Microsoft Forefront Security gets good reviews from midmarket pros

Early adopters share why their moves to Microsoft Forefront Security will offer value once the kinks have been worked out.

Two early adopters of Microsoft Forefront Security, Microsoft's line-of-business security software, both cited three benefits of the suite: a unified platform, an integrated, easy-to-follow management console and defenses that protect against outside threats.

Meet two security professionals of midsized companies who both are quite pleased with Forefront Client Security, Forefront Security for Exchange Server, Forefront Security for SharePoint and Forefront Threat Management Gateway.

George Podolak, Pei Cobb Freed & Partners
George Podolak's company works on projects for sensitive clients like the Federal Reserve and the International Monetary Fund (IMF), and the last thing he wants is for their intellectual property to spill out on to the Internet. There are many ways to address these fears, but one important defense is making sure employees aren't inadvertently going to sites that would lead to malicious downloads like keyloggers.

Podolak, IT director at the NYC-based architecture firm Pei Cobb Freed & Partners, had always been confident in his firewall's ability to monitor incoming traffic, but external traffic was a different story.

"We never did anything for outgoing connections," he said, resulting in some of his employees unintentionally visiting inappropriate sites.

By installing the Microsoft Threat Management Gateway, part of Microsoft's Forefront Security Suite, essentially as a proxy server, Podolak now sets up customizable block policies that keep his employees from visiting phishing websites, pornographic pages or other suspicious destinations that may lead to malicious executables that could compromise the security of budgets, drawings or other documentation related to a given architecture project.

Podolak added that the Microsoft gateway product also gave him some reassurance concerning large-sale attacks.

"Because we have a proxy server, if we see anything going on that we think is going to be a larger attack, we can go to the Threat Management Gateway Server and stop [that traffic]."

Specifically what thrilled Podolak about Forefront was the all-in-one view he received in the Forefront Protection Manager console, "a thing of beauty," he said. Podolak said he struggled with the visibility of his previous security arrangements: one screen monitoring client antivirus, another watching Exchange, each with various reports.

"You would have three to four screens instead of one console," Podolak said. "You can do [separate] reports, but by then it could be too late," as an attack or compromise could've already occurred.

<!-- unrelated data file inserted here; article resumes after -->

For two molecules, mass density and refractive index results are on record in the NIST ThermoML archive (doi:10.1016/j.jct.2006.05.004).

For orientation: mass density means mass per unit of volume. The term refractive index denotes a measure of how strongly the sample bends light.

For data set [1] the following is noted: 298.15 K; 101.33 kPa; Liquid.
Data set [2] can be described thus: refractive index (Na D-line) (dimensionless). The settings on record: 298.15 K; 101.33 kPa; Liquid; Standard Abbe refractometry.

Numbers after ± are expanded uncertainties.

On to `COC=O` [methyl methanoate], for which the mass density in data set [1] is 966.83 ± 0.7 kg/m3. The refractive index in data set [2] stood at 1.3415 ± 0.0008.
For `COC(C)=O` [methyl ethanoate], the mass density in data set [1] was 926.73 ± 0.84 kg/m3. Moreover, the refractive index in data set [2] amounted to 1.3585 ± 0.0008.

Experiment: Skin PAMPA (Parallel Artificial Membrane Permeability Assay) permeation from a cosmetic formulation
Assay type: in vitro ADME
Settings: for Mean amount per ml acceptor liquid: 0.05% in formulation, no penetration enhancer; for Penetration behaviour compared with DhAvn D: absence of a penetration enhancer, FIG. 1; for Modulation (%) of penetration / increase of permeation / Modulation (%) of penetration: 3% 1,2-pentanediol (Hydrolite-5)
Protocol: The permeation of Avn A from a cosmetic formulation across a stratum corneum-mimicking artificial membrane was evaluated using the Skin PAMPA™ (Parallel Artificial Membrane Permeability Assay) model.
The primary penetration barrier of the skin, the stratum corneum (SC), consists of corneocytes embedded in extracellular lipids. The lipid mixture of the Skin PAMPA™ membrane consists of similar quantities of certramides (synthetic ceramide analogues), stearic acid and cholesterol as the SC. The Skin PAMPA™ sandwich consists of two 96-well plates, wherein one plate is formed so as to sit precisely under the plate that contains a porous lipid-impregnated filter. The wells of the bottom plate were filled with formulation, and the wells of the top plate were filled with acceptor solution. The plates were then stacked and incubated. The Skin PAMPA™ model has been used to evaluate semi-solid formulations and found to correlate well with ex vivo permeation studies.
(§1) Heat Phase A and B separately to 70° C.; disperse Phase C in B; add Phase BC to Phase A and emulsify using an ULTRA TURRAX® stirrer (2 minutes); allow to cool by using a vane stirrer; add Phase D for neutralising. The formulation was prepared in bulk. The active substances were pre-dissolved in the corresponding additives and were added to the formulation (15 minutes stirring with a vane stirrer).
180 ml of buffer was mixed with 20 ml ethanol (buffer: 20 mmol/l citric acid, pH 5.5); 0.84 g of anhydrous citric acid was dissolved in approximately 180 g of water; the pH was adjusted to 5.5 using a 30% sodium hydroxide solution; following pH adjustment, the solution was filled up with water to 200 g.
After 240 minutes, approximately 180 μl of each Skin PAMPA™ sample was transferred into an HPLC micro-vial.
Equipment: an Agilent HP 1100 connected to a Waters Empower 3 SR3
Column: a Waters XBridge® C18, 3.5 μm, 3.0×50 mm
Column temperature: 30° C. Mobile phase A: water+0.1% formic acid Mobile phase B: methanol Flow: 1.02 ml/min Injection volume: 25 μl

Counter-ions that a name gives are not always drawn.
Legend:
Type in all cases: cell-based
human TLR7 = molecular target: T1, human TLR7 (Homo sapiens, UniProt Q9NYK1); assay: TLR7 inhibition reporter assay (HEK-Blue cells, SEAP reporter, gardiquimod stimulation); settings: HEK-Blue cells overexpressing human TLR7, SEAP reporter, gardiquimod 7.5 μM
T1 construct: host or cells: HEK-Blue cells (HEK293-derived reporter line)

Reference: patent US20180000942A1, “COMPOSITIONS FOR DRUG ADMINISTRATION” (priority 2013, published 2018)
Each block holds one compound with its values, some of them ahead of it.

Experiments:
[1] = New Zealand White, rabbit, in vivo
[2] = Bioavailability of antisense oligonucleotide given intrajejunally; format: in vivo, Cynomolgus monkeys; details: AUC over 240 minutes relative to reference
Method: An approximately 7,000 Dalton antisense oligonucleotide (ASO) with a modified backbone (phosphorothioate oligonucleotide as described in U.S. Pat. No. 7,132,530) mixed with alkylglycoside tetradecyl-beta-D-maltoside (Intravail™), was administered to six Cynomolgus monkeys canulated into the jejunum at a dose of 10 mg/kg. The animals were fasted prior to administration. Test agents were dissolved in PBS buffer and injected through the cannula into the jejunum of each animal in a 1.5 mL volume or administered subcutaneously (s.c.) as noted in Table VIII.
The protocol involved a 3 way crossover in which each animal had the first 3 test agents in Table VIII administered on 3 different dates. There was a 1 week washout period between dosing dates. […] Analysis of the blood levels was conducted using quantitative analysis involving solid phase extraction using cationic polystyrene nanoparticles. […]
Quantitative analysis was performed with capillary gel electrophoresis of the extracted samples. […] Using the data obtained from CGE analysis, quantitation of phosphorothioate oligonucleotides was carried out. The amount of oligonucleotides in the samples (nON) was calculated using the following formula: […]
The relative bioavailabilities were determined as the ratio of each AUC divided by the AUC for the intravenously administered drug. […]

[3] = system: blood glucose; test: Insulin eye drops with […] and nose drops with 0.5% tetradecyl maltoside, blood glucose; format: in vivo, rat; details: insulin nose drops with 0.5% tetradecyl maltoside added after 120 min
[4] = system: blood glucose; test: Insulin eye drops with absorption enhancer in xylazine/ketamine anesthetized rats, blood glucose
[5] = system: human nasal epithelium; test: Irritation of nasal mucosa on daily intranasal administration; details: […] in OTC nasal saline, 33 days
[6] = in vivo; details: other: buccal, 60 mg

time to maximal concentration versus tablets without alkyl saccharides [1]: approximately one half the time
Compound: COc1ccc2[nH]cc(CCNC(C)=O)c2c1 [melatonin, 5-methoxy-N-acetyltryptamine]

More on Forefront launches

In December, Microsoft introduced the successor to the ISA Server, the Forefront Threat Management Gateway. TMG brings Web security to the ISA line, which was long used as a proxy server.  

Microsoft continues to meld security and identity management, with the Beta 2 release of Stirling
His colleague, who helps keep an eye on the network of 150 employees, has two monitors: one for his everyday work and another for the Forefront console, running on a SCOM server. The console, according to Podolak, offers a full picture of the network.

Aside from the Threat Management Gateway, Podolak also uses other parts of the Forefront Security Suite, including Microsoft Forefront Client Security, Microsoft Forefront Security 2007 for Exchange Server and Microsoft Forefront Security for SharePoint. Their status can all be viewed on one screen.

"He can monitor spam coming in on the Exchange server, he can monitor SharePoint, and he can see which PCs have been infected."

The Forefront Production Manager console also allows Podolak to prioritize the importance of his servers, assigning which are critical. Exchange and SQL Server, for example, are more critical assets than the FTP server, and his alerts are arranged accordingly; his Exchange notifications appear at the top of his console list.

"Even a mild hit, and it blares right at you," Podolak said.

The console also reveals "critical" and "high importance" alerts related to his employees' individual endpoint security statuses. When asked for an example, Podolak quickly pointed to a failed malware cleaning of a Trojan downloader located in a machine in his accounting department. The visibility allows Podolak to find the problem computer and remove it from the network.

"You can take a look at where that asset is located and ask, 'is it critical to the firm's well-being?' You are reacting, but it's not like you have to wait for a user [to contact you]. We see it right on the screen and can pull them off the network."